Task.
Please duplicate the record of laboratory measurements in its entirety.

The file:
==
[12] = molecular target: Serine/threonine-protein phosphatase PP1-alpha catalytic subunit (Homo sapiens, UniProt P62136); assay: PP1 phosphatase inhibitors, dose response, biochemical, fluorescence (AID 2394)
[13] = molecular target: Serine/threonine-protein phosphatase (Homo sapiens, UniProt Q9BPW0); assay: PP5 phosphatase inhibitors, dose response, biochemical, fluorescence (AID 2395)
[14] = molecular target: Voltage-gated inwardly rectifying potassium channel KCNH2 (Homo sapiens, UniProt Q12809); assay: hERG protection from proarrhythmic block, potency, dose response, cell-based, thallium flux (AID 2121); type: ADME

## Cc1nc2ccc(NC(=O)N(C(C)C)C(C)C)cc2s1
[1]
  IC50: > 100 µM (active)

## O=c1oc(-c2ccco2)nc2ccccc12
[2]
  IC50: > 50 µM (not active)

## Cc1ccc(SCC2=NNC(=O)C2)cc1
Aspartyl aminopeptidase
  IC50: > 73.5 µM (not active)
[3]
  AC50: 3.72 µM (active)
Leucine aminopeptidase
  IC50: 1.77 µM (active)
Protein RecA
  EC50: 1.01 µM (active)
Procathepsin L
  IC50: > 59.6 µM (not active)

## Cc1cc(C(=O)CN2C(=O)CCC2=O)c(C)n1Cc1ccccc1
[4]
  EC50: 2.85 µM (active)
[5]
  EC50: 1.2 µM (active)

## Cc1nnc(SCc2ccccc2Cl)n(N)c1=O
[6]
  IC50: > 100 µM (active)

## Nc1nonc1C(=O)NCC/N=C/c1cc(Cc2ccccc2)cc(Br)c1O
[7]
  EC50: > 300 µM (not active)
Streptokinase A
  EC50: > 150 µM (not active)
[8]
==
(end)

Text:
[12] = molecular target: Serine/threonine-protein phosphatase PP1-alpha catalytic subunit (Homo sapiens, UniProt P62136); assay: PP1 phosphatase inhibitors, dose response, biochemical, fluorescence (AID 2394)
[13] = molecular target: Serine/threonine-protein phosphatase (Homo sapiens, UniProt Q9BPW0); assay: PP5 phosphatase inhibitors, dose response, biochemical, fluorescence (AID 2395)
[14] = molecular target: Voltage-gated inwardly rectifying potassium channel KCNH2 (Homo sapiens, UniProt Q12809); assay: hERG protection from proarrhythmic block, potency, dose response, cell-based, thallium flux (AID 2121); type: ADME

## Cc1nc2ccc(NC(=O)N(C(C)C)C(C)C)cc2s1
[1]
  IC50: > 100 µM (active)

## O=c1oc(-c2ccco2)nc2ccccc12
[2]
  IC50: > 50 µM (not active)

## Cc1ccc(SCC2=NNC(=O)C2)cc1
Aspartyl aminopeptidase
  IC50: > 73.5 µM (not active)
[3]
  AC50: 3.72 µM (active)
Leucine aminopeptidase
  IC50: 1.77 µM (active)
Protein RecA
  EC50: 1.01 µM (active)
Procathepsin L
  IC50: > 59.6 µM (not active)

## Cc1cc(C(=O)CN2C(=O)CCC2=O)c(C)n1Cc1ccccc1
[4]
  EC50: 2.85 µM (active)
[5]
  EC50: 1.2 µM (active)

## Cc1nnc(SCc2ccccc2Cl)n(N)c1=O
[6]
  IC50: > 100 µM (active)

## Nc1nonc1C(=O)NCC/N=C/c1cc(Cc2ccccc2)cc(Br)c1O
[7]
  EC50: > 300 µM (not active)
Streptokinase A
  EC50: > 150 µM (not active)
[8]